select - modify and view the list of selected objects

    select [ -add | -del | -set <name> ] {-read <filename> | <selection>}
    select [ <assert_option> ] {-read <filename> | <selection>}
    select [ -list | -write <filename> | -count | -clear ]
    select -module <modname>

Most commands use the list of currently selected objects to determine which part
of the design to operate on. This command can be used to modify and view this
list of selected objects.

Note that many commands support an optional [selection] argument that can be
used to override the global selection for the command. The syntax of this
optional argument is identical to the syntax of the <selection> argument
described here.

    -add, -del
        add or remove the given objects to the current selection.
        without this options the current selection is replaced.

    -set <name>
        do not modify the current selection. instead save the new selection
        under the given name (see @<name> below). to save the current selection,
        use "select -set <name> %"

    -assert-none
        do not modify the current selection. instead assert that the given
        selection is empty. i.e. produce an error if any object matching the
        selection is found.

    -assert-any
        do not modify the current selection. instead assert that the given
        selection is non-empty. i.e. produce an error if no object matching
        the selection is found.

    -assert-count N
        do not modify the current selection. instead assert that the given
        selection contains exactly N objects.

    -assert-max N
        do not modify the current selection. instead assert that the given
        selection contains less than or exactly N objects.

    -assert-min N
        do not modify the current selection. instead assert that the given
        selection contains at least N objects.

    -list
        list all objects in the current selection

    -write <filename>
        like -list but write the output to the specified file

    -read <filename>
        read the specified file (written by -write)

    -count
        count all objects in the current selection

    -clear
        clear the current selection. this effectively selects the whole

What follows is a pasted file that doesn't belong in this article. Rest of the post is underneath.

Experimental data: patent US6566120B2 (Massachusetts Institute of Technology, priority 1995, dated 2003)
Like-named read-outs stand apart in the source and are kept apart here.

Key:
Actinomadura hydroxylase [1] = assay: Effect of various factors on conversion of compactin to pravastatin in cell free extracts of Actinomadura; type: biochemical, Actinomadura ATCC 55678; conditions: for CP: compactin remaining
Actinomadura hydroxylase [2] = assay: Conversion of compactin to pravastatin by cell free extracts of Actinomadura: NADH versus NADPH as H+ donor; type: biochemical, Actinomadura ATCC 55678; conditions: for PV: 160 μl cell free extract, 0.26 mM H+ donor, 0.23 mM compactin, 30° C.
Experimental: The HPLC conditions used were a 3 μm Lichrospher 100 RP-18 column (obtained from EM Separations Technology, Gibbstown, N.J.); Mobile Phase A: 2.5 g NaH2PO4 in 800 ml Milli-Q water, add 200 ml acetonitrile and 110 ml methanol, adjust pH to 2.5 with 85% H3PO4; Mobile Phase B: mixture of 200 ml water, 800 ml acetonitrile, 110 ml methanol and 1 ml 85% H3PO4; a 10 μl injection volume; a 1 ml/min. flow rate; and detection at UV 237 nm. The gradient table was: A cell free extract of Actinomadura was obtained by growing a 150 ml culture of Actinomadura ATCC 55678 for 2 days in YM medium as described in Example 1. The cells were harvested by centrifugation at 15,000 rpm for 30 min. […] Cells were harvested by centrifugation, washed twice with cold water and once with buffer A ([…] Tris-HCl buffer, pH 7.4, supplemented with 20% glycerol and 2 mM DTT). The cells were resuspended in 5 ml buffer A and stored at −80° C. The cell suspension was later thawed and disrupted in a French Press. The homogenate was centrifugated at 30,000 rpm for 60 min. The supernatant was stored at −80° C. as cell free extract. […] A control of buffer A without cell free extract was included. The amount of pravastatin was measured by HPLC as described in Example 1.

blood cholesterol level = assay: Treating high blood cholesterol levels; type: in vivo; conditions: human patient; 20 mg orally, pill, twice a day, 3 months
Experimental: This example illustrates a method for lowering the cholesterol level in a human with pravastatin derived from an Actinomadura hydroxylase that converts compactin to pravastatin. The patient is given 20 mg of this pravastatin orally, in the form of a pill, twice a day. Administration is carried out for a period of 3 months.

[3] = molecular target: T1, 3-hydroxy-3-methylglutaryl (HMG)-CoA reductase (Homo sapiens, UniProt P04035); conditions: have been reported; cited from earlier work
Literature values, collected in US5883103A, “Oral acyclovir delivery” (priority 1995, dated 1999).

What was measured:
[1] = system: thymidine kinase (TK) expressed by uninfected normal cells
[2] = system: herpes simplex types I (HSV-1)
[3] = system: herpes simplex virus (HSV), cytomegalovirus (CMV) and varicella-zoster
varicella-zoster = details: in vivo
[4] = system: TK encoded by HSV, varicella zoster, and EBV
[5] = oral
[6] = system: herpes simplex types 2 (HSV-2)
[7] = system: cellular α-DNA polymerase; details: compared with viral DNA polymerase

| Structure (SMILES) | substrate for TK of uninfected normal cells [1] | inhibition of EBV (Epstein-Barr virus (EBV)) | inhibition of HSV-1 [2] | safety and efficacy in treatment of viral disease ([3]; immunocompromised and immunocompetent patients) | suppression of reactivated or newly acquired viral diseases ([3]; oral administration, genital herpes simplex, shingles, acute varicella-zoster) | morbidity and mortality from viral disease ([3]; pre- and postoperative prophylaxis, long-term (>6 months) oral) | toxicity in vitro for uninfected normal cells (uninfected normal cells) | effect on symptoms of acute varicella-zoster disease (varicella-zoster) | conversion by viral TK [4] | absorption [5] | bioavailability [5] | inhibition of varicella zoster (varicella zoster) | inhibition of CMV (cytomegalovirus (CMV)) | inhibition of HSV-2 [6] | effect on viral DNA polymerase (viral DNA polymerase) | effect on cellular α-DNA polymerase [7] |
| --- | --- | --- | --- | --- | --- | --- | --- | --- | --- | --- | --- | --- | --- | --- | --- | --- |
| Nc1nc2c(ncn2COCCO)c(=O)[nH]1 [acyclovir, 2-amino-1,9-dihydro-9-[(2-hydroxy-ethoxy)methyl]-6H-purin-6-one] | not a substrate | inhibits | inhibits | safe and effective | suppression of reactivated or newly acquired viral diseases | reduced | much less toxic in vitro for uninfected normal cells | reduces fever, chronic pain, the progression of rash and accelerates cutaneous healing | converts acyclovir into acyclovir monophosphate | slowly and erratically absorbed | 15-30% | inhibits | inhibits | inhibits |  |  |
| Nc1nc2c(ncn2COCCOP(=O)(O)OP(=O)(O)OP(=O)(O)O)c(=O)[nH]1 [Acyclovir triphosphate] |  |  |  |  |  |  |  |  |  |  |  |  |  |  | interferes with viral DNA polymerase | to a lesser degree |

design. it also resets the selected module (see -module). use the
        command 'select *' to select everything but stay in the current module.

    -none
        create an empty selection. the current module is unchanged.

    -module <modname>
        limit the current scope to the specified module.
        the difference between this and simply selecting the module
        is that all object names are interpreted relative to this
        module after this command until the selection is cleared again.

When this command is called without an argument, the current selection
is displayed in a compact form (i.e. only the module name when a whole module
is selected).

The <selection> argument itself is a series of commands for a simple stack
machine. Each element on the stack represents a set of selected objects.
After this commands have been executed, the union of all remaining sets
on the stack is computed and used as selection for the command.

Pushing (selecting) object when not in -module mode:

    <mod_pattern>
        select the specified module(s)

    <mod_pattern>/<obj_pattern>
        select the specified object(s) from the module(s)

Pushing (selecting) object when in -module mode:

    <obj_pattern>
        select the specified object(s) from the current module

A <mod_pattern> can be a module name, wildcard expression (*, ?, [..])
matching module names, or one of the following:

    A:<pattern>, A:<pattern>=<pattern>